Everything is grace : keyword homilies from the Philippines

 This Sunday´s homily is on Luke 18:9-14. The keyword is humility

October 30, 2019
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 This Sunday´s homily is on Luke 18:9-14. The keyword is humility

Christianity is different from other religions.  We don’t need to carry out certain practices or go through certain rites to be saved. We are not justified by our own power. We won’t be saved by acquiring a level of perfection through penance and sacrifice. Our salvation is a free gift given by God. We are saved by grace through Jesus Christ who died and rose again, pouring out his blood for our redemption. We have been saved not because of what we do but because of what God has done for us. We have been saved by grace and this is not our doing.

The Pharisee stood on his own merit, “I fast two days a week, I give a tenth of all my income to the temple” He thought he would be saved and justified by his own practices.  But salvation is not about merits and credits. The tax collector knew his need of God, asked for his help and waited on his reply: God has mercy on me. Salvation comes from God who saves us by his mercy. Only by the mercy of God are we saved. God acts on our behalf, out of pure mercy. We don’t deserve anything; we have nothing to boast of. Our Salvation comes from God who has stretched out his hand to us. We are like this tax collector, a beggar who implores mercy, who opens his hands and his heart to be saved and to receive God’s mercy. We acknowledge the free gift of God’s mercy through Jesus Christ, freely accepted and freely received. When we were sinners we were deprived of his grace by our sins. We have been saved freely by his grace.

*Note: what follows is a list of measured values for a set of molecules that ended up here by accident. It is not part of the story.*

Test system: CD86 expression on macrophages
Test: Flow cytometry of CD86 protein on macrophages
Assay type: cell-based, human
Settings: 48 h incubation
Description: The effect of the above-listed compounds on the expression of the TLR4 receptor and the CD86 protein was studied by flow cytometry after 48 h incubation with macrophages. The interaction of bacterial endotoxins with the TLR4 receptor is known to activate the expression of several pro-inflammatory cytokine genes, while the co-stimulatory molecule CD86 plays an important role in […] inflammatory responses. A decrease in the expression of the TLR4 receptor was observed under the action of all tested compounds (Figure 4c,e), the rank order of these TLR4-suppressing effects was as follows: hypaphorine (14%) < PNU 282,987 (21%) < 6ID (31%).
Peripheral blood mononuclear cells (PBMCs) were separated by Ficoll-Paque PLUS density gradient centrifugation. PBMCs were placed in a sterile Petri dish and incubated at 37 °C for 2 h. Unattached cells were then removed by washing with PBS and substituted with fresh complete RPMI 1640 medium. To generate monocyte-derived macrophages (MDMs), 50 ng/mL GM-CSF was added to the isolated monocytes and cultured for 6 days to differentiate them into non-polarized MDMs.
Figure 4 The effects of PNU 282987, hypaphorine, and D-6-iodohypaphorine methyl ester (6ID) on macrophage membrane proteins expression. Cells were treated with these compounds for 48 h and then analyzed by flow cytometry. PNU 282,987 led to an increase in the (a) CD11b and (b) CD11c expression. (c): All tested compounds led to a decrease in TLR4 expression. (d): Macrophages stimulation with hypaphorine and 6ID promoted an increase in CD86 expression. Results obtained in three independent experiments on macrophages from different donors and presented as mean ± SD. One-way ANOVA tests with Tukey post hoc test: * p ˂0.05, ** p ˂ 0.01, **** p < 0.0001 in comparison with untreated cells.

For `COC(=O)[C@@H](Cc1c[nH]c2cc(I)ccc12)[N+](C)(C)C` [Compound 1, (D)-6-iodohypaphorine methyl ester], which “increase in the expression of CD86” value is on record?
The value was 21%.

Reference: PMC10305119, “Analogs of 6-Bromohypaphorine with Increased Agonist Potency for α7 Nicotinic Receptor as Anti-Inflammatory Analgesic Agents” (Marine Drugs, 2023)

Even today misunderstandings exist on this subject.  Pope Francis calls this new Pelagianism  (GE 47-59). He criticizes this pharisaic way of thinking that salvation comes from our merits and works, those who trust in their own strength and power to acquire salvation. They think religion is about following prescription and rules. We must avoid the attitude of the Pharisee thinking we are superiors to others and judging them: I am not like these sinners. Jesus himself says that they neither enter themselves nor let other enter. In this parable Jesus condemns those who are sure of their own righteousness and despise everybody else and exalts those who have a humble heart.

Fr Dario SEMD, October 27th, 2019

 

 

 

 

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